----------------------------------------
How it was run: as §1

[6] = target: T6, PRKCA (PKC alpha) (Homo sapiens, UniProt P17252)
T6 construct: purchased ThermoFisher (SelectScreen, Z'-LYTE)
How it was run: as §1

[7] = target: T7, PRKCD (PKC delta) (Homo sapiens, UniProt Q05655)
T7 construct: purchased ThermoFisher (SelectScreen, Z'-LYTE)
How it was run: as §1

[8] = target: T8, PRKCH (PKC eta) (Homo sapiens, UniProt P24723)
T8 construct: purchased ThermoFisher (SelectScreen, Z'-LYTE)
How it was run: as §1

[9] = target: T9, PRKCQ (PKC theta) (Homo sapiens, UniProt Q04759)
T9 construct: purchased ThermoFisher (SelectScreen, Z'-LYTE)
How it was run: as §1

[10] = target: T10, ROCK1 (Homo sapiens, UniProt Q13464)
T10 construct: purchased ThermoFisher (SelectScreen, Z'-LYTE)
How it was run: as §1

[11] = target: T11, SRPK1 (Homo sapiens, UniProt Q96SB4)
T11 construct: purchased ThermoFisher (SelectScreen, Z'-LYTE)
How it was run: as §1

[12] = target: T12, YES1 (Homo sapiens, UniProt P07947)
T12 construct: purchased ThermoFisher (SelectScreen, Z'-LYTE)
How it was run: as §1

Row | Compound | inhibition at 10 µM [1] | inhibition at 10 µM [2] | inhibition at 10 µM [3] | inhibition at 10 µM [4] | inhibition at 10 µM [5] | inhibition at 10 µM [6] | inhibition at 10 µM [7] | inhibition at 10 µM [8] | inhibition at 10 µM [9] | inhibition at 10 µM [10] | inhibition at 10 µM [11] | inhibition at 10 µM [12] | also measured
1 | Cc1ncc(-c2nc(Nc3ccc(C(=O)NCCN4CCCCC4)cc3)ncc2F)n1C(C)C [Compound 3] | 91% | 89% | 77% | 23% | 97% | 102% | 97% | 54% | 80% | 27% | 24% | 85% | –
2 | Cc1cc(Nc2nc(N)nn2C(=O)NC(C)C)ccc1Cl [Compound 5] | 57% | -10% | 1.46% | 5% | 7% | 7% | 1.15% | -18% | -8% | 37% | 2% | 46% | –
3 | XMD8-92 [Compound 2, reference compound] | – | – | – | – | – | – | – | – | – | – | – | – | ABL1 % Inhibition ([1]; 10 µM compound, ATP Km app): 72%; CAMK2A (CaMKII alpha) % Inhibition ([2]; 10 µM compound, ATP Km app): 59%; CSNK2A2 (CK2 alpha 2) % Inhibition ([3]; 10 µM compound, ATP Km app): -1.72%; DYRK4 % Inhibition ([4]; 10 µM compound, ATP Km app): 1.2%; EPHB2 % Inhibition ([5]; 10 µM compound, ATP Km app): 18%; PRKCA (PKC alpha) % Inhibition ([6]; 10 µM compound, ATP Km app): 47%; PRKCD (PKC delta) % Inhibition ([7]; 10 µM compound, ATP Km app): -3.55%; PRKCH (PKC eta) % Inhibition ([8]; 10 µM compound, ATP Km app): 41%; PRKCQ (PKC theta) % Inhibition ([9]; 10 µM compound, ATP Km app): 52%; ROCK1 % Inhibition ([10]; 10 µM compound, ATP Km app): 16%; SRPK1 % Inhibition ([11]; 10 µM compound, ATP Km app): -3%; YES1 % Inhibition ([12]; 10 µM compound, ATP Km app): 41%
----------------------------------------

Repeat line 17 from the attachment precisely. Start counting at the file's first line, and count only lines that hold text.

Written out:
[11] = target: T11, SRPK1 (Homo sapiens, UniProt Q96SB4)